President-elect Donald J. Trump has agreed to pay $25 million to settle lawsuits over Trump University. In paying off former students and their lawyers, he is admitting no wrongdoing. Yet, he has often said he would never settle. The plaintiffs alleged that they paid up to $35,000 in tuition for little in return. And the New York Attorney General complained too, which makes this package deal important for someone with bigger issues to deal with before January.
The deal resolves several pieces of Trump University litigation, including two federal class-action cases. Significantly, it also resolves a separate lawsuit by New York Attorney General Eric T. Schneiderman, who said:
I am pleased that under the terms of this settlement, every victim will receive restitution and that Donald Trump will pay up to $1 million in penalties to the State of New York for violating state education laws. The victims of Trump University have waited years for today’s result, and I am pleased that their patience — and persistence — will be rewarded by this $25 million settlement.”
Of course, the real cost to Mr. Trump is after tax, not before it. And most business settlements are fully tax deductible. The only part that arguably may not be here is the $1 million in penalties. But barring express non-deductibility commitments, many penalties can be deducted, too. In general, fines and penalties paid to the government are not deductible. Section 162(f) of the tax code prohibits deducting ‘‘any fine or similar penalty paid to a government for the violation of any law.’’
Despite punitive sounding names, though, some fines and penalties are considered remedial and deductible. That allows some flexibility. Companies often deduct ‘compensatory penalties,’ a maneuver affirmed in a recent Circuit Court ruling. Some defendants insist that their settlement agreement confirms that the payments are not penalties and are remedial. Conversely, some government entities insist on the reverse. Explicit provisions about taxes in settlement agreements are becoming more common.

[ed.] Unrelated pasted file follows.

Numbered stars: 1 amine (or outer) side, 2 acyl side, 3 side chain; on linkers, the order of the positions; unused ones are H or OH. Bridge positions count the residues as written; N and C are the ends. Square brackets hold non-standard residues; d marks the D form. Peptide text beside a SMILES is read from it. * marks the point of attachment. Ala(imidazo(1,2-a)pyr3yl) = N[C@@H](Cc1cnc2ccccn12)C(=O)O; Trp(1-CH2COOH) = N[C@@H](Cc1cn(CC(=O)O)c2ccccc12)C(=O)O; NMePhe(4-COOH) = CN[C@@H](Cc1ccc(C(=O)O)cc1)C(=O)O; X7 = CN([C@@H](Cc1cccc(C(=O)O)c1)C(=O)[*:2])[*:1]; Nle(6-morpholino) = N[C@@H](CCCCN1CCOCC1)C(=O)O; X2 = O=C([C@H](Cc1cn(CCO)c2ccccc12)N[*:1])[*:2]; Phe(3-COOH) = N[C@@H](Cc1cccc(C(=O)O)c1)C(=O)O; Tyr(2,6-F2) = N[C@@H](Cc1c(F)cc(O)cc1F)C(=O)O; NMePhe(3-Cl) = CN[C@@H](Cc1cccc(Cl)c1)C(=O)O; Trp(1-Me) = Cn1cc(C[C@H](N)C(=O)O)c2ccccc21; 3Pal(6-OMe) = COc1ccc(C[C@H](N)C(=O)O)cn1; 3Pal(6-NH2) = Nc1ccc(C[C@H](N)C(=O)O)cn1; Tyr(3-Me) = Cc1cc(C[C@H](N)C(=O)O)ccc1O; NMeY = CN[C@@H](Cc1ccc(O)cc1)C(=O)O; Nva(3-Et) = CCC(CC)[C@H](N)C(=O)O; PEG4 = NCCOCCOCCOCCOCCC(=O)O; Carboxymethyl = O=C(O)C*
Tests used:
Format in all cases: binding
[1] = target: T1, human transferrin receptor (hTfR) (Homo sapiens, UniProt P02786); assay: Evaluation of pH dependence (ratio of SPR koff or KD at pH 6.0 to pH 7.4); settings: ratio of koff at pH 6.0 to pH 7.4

For example, the Department of Justice did expressly forbid Credit Suisse from deducting its $2.6 billion settlement for helping Americans evade taxes. Ditto for the BNPP terror settlement, which states that BNPP will not claim a tax deduction. Sometimes the government and a defendant split the baby. Of the $13 billion JP Morgan settlement struck in late 2013, only $2 billion was said to be nondeductible. The DOJ doesn’t always disclose the terms of settlements either. But that could change.
The proposed Truth in Settlements Act (S. 1898 – fact sheet) would require agencies to report after-tax settlement values. Another bill, S. 1654, would restrict tax deductibility and require agencies to spell out the tax status of settlements. The U.S. Public Interest Research Group tracks the tax implications of legal settlements, and they are not easy on the DOJ, saying that the DOJ should forbid deductibility. A poll released by the U.S. Public Interest Research Group Education Fund says most people disapprove of deductible settlements. U.S. PIRG has also created a fact sheet on Wall Street settlement tax deductions.
For alerts to future tax articles, email me at Wood@WoodLLP.com. This discussion is not legal advice.
via The Tax Lawyer http://ift.tt/2fpEZvh